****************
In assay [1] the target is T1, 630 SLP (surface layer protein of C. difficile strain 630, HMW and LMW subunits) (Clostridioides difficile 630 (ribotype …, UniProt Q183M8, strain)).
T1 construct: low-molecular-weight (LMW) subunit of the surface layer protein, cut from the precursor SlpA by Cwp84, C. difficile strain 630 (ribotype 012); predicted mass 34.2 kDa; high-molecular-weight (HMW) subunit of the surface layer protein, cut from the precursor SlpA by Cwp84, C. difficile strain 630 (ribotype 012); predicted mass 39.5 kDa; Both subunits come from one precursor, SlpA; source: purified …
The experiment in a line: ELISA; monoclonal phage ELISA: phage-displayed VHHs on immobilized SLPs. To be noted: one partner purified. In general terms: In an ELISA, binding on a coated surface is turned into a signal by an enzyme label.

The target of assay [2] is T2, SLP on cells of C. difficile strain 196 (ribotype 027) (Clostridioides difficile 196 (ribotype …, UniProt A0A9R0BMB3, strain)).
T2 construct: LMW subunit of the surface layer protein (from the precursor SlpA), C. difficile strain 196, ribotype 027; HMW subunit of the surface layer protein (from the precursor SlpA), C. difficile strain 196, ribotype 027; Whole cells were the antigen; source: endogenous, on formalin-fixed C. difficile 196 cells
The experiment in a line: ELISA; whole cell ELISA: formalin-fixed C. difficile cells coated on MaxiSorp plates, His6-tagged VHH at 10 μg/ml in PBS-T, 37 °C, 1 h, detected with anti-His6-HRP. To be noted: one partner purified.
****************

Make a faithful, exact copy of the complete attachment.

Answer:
In assay [1] the target is T1, 630 SLP (surface layer protein of C. difficile strain 630, HMW and LMW subunits) (Clostridioides difficile 630 (ribotype …, UniProt Q183M8, strain)).
T1 construct: low-molecular-weight (LMW) subunit of the surface layer protein, cut from the precursor SlpA by Cwp84, C. difficile strain 630 (ribotype 012); predicted mass 34.2 kDa; high-molecular-weight (HMW) subunit of the surface layer protein, cut from the precursor SlpA by Cwp84, C. difficile strain 630 (ribotype 012); predicted mass 39.5 kDa; Both subunits come from one precursor, SlpA; source: purified …
The experiment in a line: ELISA; monoclonal phage ELISA: phage-displayed VHHs on immobilized SLPs. To be noted: one partner purified. In general terms: In an ELISA, binding on a coated surface is turned into a signal by an enzyme label.

The target of assay [2] is T2, SLP on cells of C. difficile strain 196 (ribotype 027) (Clostridioides difficile 196 (ribotype …, UniProt A0A9R0BMB3, strain)).
T2 construct: LMW subunit of the surface layer protein (from the precursor SlpA), C. difficile strain 196, ribotype 027; HMW subunit of the surface layer protein (from the precursor SlpA), C. difficile strain 196, ribotype 027; Whole cells were the antigen; source: endogenous, on formalin-fixed C. difficile 196 cells
The experiment in a line: ELISA; whole cell ELISA: formalin-fixed C. difficile cells coated on MaxiSorp plates, His6-tagged VHH at 10 μg/ml in PBS-T, 37 °C, 1 h, detected with anti-His6-HRP. To be noted: one partner purified.